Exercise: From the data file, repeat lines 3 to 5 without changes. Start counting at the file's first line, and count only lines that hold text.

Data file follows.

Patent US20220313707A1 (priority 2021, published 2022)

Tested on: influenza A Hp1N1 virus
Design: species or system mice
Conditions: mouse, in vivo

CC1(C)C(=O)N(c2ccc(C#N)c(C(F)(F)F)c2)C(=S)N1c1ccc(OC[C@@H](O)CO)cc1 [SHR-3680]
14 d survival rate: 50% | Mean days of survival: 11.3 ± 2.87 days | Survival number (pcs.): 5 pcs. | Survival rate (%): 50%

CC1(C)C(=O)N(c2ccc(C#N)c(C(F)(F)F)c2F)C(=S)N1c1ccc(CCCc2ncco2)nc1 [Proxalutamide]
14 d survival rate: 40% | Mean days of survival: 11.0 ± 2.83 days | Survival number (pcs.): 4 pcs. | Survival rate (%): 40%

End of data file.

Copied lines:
Design: species or system mice
Conditions: mouse, in vivo

CC1(C)C(=O)N(c2ccc(C#N)c(C(F)(F)F)c2)C(=S)N1c1ccc(OC[C@@H](O)CO)cc1 [SHR-3680]